For M. Andrew Woodmansee, the court battle to repeal Don’t Ask, Don’t Tell hit close to home. Gay himself, he brought pro bono cases on behalf of four men who’d been discharged under the military’s ban on openly gay troops. Although he never served himself, Woodmansee, head of the litigation group at Morrison & Foerster’s San Diego office, knows the military: His grandfather was killed in World War II; his father served in the Korean War; he has two brothers who served.
“For me, it is extraordinary that men and women want to serve our country and be shot at,” he said. “There’s nothing more fundamental to the system of justice than protecting these people’s constitutional rights. So that, to me, is why I chose to do this, and why I spent so many hours fighting these cases for these individuals.”
The law was declared unconstitutional in 2010, in a case brought by the Log Cabin Republicans, a gay rights group represented pro bono by White & Case partner Dan Woods. But the U.S. Court of Appeals for the 9th Circuit would block enforcement of a district court’s global injunction against enforcing the ban. And although President Obama signed repeal into law on Dec. 22, 2010, it wouldn’t take effect for months. Meanwhile, the discharges would continue. Woodmansee’s cases challenged those actions.
Aubrey Sarvis, executive director of Servicemembers Legal Defense Network, said the two cases brought on behalf of the four clients had a “significant impact on the Don’t Ask, Don’t Tell repeal debate.” Lt. Col. Victor Fehrenbach and Maj. Michael Almy, in particular, became the public face of repeal, appearing before Congress and in the media, he said.
In fact, two of Woodmansee’s clients — Almy and Staff Sgt. Anthony Loverde, both formerly in the Air Force — had testified during the Log Cabin trial. “They were both prominently featured in the judge’s opinion,” Woods said, referring to U.S. District Judge Virginia Phillips in Riverside, Calif. “She found both of them to be credible and they were crucial to our testimony that Don’t Ask, Don’t Tell weakened the military.”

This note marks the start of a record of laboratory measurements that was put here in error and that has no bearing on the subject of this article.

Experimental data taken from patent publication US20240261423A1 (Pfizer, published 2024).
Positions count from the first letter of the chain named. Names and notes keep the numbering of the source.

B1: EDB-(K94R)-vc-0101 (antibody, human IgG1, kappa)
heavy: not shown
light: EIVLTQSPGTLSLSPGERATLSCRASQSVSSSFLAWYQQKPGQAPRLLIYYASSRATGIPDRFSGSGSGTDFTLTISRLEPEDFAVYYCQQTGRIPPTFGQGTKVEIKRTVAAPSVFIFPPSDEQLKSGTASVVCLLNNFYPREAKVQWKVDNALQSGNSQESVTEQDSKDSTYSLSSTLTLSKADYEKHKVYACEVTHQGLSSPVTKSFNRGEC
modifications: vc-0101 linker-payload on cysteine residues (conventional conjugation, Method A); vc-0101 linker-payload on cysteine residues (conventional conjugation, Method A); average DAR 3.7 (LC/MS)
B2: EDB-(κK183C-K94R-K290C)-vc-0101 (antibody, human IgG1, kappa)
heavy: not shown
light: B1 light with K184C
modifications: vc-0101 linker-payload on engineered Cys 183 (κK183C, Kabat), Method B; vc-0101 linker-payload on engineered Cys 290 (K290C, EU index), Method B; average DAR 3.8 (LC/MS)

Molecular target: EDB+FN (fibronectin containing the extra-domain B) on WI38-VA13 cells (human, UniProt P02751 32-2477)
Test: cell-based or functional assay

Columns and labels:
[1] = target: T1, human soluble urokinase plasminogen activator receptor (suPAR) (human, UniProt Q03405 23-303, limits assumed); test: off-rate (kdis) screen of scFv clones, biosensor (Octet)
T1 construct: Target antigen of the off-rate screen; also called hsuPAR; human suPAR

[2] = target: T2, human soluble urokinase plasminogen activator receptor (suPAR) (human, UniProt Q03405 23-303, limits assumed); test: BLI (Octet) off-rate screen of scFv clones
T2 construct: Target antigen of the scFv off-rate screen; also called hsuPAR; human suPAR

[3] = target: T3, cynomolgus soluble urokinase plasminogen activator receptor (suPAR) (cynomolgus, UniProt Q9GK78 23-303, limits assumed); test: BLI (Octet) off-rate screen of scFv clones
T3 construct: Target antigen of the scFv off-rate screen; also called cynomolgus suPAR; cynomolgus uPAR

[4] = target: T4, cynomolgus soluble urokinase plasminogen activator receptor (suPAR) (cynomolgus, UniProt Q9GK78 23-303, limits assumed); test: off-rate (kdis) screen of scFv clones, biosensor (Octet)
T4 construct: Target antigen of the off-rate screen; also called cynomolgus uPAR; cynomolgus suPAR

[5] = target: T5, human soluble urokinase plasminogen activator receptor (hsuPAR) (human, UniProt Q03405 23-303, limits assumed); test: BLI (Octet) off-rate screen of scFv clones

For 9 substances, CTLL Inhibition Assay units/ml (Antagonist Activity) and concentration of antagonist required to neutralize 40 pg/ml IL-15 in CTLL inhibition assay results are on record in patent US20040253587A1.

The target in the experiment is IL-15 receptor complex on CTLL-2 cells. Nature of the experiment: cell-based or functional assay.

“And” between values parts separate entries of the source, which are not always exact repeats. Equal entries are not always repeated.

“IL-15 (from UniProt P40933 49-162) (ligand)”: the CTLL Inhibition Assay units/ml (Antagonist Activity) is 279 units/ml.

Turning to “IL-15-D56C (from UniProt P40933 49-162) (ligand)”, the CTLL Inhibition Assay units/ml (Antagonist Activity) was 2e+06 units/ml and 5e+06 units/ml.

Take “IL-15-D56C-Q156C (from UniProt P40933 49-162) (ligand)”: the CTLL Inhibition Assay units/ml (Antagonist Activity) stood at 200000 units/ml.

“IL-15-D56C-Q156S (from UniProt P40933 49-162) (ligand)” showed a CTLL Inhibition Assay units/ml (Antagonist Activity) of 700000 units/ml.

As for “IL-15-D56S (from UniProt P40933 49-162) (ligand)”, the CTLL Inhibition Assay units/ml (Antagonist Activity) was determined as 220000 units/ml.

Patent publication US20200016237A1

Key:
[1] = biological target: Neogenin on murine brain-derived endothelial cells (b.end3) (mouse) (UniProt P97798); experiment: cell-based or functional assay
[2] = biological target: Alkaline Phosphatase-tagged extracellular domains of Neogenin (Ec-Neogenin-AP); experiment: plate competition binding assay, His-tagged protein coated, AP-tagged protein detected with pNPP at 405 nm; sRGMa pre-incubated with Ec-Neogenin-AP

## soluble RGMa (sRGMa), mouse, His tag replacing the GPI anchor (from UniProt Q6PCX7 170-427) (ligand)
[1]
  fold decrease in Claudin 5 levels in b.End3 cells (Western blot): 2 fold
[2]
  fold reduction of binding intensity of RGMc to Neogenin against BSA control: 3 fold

Woodmansee’s team spent 1,100 hours suing the Air Force for Fehrenbach, who was investigated in 2009 following accusations he’d sexually assaulted a male civilian at his house. Fehrenbach was cleared, but dismissal proceedings continued.
In August 2010 — at the height of the debate over repeal — Woodmansee went to federal court in Idaho seeking to prevent Fehrenbach’s discharge. Lawyers for the U.S. Department of Justice agreed to halt further action in his case, but the matter was far from over. “They would not give assurances they would not press forward on this case,” Woodmansee said. “It was considerable stress still for our client.” In the end, Fehrenbach was allowed to retire with full benefits in September 2011.
In the second case, filed in December 2010 against the Department of Defense, Woodmansee’s team sought to reinstate three veterans who had been discharged. They filed days before the repeal passed the U.S. Senate. “Candidly, it was a dual-purpose lawsuit,” Woodmansee said. “We wanted to animate the concern of [then-Defense] Secretary [Robert] Gates that the courts were going to dictate repeal if the Senate didn’t act.”
Almy had been discharged in 2006 after authorities found an e-mail on his computer discussing homosexual conduct. Loverde was discharged in 2008 after he told his superiors that he could no longer keep his sexual orientation a secret. And Petty Officer 2d Class Jase Daniels was discharged twice from the Navy due to a clerical error — once in 2005, when he acknowledged he was gay following a divorce, and in 2007, after he discussed his orientation for a Stars and Stripes article.
Each sought injunctive relief ensuring they would be reinstated to their former rank, Woodmansee said. On Feb. 11, Justice Department attorneys filed a motion to remove the case to the U.S. Court of Federal Claims, which adjudicates demands by service members for “money damages.”
“This was a very serious attempt to derail our case and stop it in its tracks,” Woodmansee said. He opposed the motion and filed an amended complaint that eliminated all claims for monetary damages. On May 3, U.S. District Judge Richard Seeborg in San Francisco ruled that the government’s motion was moot. Since then, both sides resolved their disputes out of court. On Dec. 12, Daniels was reinstated to the Navy.
Amanda Bronstad can be contacted at firstname.lastname@example.org.